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Bruce Jenner
Bruce Jenner NASA.jpg
Bruce Jenner speaking at Kennedy Space Center, 2004.
Personal information
Nationality American
Date of birth 28 October 1949 (1949-10-28) (age 60)
Place of birth Mount Kisco, New York, U.S.
Residence Calabasas, California, U.S.
Height ft 2 in (1.88 m)
Weight 194 pounds (88 kg) (1976)
Country  United States
Sport Track and Field
Event(s) Decathlon
College/university team Graceland College
Coached by Randy Trentman
Medal record
Men's Athletics
Competitor for the  United States
Olympic Games
Gold 1976 Montreal Decathlon
Pan American Games
Gold 1975 Mexico City Decathlon

William Bruce Jenner (born October 28, 1949) is a former U.S. track and field athlete, motivational speaker, socialite, and television personality, known principally for winning the gold medal for decathlon in the Montreal 1976 Summer Olympics.


Early life

Bruce Jenner is originally from Mount Kisco, New York. He attended Newtown High School in Newtown, Connecticut after spending a year at Sleepy Hollow High School in Sleepy Hollow, New York. Jenner earned a football scholarship and attended Graceland College (now Graceland University) in Iowa, but a knee injury forced him to stop playing football and switch to the decathlon. He was mentored by Graceland's track coach L.D. Weldon, who was the first to recognize Jenner's potential and encouraged him to pursue the decathlon. Jenner debuted in the decathlon at the Drake Relays in 1970- placing sixth.

Olympic career

Jenner placed third in the decathlon at the 1972 U.S. Olympic trials and finished in tenth place at the 1972 Munich games. His success prompted him to devote himself full-time to a grueling training regimen, which he openly acknowledged was supported and graciously subsidized by his then wife. During that period he spent 8 hours a day at the San Jose City College track. His presence in the San Jose area was part of what made San Jose a hotbed for training elite athletes in the era. In 1974 and 1976, he was the American champion in the event,[1].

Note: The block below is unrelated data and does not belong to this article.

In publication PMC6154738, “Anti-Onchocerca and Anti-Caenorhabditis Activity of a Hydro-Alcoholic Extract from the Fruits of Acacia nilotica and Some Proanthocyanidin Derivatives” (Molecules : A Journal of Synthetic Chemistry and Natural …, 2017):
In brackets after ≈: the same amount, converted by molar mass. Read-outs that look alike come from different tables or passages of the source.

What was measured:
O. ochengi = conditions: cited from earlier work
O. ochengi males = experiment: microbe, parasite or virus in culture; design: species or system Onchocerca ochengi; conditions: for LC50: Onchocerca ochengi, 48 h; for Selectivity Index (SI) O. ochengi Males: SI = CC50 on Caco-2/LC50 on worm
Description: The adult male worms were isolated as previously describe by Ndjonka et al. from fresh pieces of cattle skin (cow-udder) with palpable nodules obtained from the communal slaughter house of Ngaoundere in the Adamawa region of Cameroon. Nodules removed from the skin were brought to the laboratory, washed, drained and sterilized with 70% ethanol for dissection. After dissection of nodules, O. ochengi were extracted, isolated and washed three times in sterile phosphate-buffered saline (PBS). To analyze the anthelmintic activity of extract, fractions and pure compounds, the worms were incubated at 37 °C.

He won a gold medal in the Decathlon at the 1976 Summer Olympics, setting a world record of 8,634 points. He was the 1976 recipient of the James E. Sullivan Award as the top amateur athlete in the United States. Jenner was also the Associated Press Male Athlete of the Year in 1976. He was inducted into the Olympic Hall of Fame in 1986 and the Bay Area Sports Hall of Fame, the Connecticut Sports Hall of Fame in 1994 and the United States National Track and Field Hall of Fame in 1980.

San Jose City College hosted the "Bruce Jenner Invitational" (frequently shortened to "Jenner") as a televised, annual stop on the United States Track and Field Circuit (a meet equivalent in stature to the Prefontaine Classic) for the better part of two decades. Records were set at the meet, with the Jenner frequently hosting the telecasts.[2]

Auto Racing Career

Bruce was a successful race car driver in the IMSA Series (International Motor Sports Association) in the 1980's. His first victory came in the 1986 12 hours of Sebring in the IMSA GTO class driving the 7-Eleven Roush Racing Ford Mustang with co-driver Scott Pruett, not only winning they'r class but finishing 4th overall in the 12 hour endurance race. His most successful year was also 1986 finishing second in the championship to team mate Scott Pruett. Some of the racing cars he has driven were: Porsche 935 Turbo, BMW M1 March GTX, Ford Probe GTP, Ford Mustang among others.